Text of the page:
The Calamondin orange tree (Citrus mitis) originated in China and was introduced to the U.S. in the early 20th century. This plant is grown for its ornamental looks and the tangerine-like fruit it produces. As an added bonus, the tree is capable of producing fragrant flowers and fruit at the same time. The Calamondin tree is the hardiest of citrus trees with a temperature tolerance to -6.67 degrees C. The tree thrives indoors, and it's quite easy to care for in any environment.
Give your Calamondin orange tree plenty of room to establish a healthy root system. This is especially important if you intend to keep the tree indoors, at least during the winter months. Also, be prepared to replant the tree every few years. Like other small citrus trees suitable for indoor container gardening, the Calamondin eventually will outgrow its pot and become root bound. Calamondin orange trees grown indoors rarely reach a height or width greater than 3 feet.
Make sure your tree gets at least 6 to 8 hours of natural sunlight each day. If grown indoors, placing the tree in front of a window with southern exposure is ideal. While the tree will be quite comfortable with a normal indoor temperature, you should avoid exposure to sudden cold drafts.
Move your tree outdoors to a sunny spot on a deck or patio during the summer months, if possible. The extra light and warmth will promote growth and fruit production.
Inspect your tree frequently for pests and take remedial action when necessary. Calamondin orange trees are susceptible to spider mites, foliar mealy bugs, aphids and scale insects.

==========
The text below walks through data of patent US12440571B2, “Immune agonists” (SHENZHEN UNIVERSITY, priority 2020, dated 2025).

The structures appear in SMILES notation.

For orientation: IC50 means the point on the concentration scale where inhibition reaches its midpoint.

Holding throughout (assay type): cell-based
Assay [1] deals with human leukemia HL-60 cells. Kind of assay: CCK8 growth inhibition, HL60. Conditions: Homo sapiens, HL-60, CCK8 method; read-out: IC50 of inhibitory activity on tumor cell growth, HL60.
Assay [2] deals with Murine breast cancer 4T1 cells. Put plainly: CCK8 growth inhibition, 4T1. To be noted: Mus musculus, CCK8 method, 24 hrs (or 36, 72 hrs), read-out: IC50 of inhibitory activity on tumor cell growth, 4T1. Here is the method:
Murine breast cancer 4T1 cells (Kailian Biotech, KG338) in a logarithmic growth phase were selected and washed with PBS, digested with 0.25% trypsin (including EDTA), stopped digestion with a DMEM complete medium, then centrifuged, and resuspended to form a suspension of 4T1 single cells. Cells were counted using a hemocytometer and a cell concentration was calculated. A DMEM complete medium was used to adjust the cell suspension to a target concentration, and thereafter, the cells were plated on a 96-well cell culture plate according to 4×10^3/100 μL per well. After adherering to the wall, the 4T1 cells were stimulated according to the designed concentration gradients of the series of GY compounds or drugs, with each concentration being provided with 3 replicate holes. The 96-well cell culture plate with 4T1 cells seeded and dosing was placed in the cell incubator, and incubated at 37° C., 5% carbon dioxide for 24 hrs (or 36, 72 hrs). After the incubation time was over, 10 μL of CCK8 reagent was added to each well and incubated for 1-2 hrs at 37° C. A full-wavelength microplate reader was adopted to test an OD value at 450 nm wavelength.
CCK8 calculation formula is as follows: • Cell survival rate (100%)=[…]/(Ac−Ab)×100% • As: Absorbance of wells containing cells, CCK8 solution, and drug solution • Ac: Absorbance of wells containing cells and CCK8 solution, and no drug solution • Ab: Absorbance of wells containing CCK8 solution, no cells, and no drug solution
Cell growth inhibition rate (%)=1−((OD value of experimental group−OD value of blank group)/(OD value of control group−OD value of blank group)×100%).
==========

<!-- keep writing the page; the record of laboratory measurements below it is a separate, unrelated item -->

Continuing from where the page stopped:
Water your Calamondin sparingly and according to growth stage and season. These trees generally require a thorough watering to the point of soaking the roots once every 10 days or so. You'll know it's time when the top layer of soil is dry to the touch. However, trees left outdoors in highlight during warm weather often require more frequent watering, as much as 2 to 3 times per week. Also, note that mature trees can be forced into a new "flush" period of growth and bloom by withholding water until the leaves of the tree appear wilted, followed by a thorough watering.
Feed your Calamondin with a high acid fertiliser once a month during high growth periods in summer. At other times, feeding once every 3 months is sufficient. Alternately, you can introduce a slow-release fertiliser in early spring and then feed once a month all summer.
Use the fruit just as you would an orange to flavour beverages, meats, salads and desserts. Of course, it can also be eaten right off the tree. In fact, after 2 years, your tree will begin to produce fruit year-round.
Avoid eating the first batch of fruit from a tree purchased from a nursery due to the potential for chemical residue. The next harvest will be edible.